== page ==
What is the difference between a private foundation and a donor-advised fund?
At a high level, a private foundation is a stand-alone entity recognized by the IRS. Foundations are required to observe a complex array of regulations and file an annual tax return. A donor-advised fund (DAF) is an account within a public charity, such as The New York Community Trust.
How do donors use both DAFs and foundations on a practical level?
Generally speaking, both make grants to charitable organizations; however, foundations tend to be the preferred vehicle where there is a need or a desire to have an office and paid staff that manage a formal application and review process. Alternatively, The Trust, as DAF sponsor, validates the tax status and governance practices of the grantee organization and ensures that the grant check was received and cashed in a timely manner.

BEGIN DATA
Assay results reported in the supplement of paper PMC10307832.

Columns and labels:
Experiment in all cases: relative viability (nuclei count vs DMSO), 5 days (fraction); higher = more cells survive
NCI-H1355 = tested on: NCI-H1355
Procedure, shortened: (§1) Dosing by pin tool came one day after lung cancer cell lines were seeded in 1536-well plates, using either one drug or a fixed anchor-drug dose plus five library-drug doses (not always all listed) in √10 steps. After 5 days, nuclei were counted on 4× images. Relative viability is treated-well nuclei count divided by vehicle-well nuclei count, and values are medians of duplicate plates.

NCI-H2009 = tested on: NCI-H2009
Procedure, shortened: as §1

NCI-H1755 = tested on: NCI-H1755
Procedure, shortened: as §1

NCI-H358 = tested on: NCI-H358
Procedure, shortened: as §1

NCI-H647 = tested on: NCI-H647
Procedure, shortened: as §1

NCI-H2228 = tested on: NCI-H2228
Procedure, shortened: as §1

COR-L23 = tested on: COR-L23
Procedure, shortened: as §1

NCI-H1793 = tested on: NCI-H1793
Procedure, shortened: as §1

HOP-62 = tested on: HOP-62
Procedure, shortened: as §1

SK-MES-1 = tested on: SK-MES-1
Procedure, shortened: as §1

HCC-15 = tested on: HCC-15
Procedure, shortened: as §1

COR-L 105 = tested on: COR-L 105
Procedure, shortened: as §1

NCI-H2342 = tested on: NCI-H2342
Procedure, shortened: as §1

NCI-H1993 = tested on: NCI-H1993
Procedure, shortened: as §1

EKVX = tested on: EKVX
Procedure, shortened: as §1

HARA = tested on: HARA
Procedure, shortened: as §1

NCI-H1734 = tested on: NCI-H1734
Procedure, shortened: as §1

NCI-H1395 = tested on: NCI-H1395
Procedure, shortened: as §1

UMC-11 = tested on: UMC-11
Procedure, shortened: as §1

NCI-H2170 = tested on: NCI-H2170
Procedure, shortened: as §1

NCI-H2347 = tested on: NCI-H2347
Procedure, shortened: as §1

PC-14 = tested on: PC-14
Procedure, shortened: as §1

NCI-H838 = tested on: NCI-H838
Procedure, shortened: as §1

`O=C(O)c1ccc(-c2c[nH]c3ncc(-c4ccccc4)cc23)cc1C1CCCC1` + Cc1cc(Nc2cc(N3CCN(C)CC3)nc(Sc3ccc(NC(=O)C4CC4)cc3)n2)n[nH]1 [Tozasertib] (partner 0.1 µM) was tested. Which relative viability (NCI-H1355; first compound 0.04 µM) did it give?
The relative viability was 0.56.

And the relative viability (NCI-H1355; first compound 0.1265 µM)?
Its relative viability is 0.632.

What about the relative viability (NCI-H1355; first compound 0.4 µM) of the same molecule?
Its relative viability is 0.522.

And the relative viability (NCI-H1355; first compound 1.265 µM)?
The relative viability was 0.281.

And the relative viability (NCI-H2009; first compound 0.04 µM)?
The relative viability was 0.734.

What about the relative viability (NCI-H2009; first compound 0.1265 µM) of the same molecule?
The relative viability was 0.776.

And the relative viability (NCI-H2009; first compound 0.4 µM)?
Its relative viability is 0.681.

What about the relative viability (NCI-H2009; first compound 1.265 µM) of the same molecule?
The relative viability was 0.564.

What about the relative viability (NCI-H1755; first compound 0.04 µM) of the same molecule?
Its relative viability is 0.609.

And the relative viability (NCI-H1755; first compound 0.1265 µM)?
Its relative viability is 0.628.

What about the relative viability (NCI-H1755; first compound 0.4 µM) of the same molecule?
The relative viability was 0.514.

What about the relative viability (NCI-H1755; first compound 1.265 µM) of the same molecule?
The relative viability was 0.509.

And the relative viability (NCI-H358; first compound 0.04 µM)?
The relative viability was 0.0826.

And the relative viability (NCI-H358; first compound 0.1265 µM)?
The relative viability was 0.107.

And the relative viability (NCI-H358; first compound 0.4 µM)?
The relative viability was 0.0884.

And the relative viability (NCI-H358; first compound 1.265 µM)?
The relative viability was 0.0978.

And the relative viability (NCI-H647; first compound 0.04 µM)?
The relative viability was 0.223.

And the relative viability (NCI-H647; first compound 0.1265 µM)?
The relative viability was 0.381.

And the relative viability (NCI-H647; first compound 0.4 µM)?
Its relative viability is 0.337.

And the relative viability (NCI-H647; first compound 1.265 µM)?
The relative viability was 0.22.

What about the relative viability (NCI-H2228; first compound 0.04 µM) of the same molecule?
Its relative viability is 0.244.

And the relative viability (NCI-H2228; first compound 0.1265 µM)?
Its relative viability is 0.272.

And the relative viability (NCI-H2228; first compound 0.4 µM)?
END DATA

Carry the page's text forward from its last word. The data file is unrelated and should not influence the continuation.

When might it make sense for foundation assets to be transferred to a DAF?
Institutions have life cycles, and private foundations are no exception. Perhaps there are no longer individuals or family members willing to become board members and take on management responsibilities. Perhaps the level of assets in the foundation does not justify the investment, legal, and accounting fees needed to keep it going. Or, a foundation board may look at its granting history and simply determine that its ongoing support for public charities can be more easily carried out by transferring foundation assets into a DAF through a dissolution process.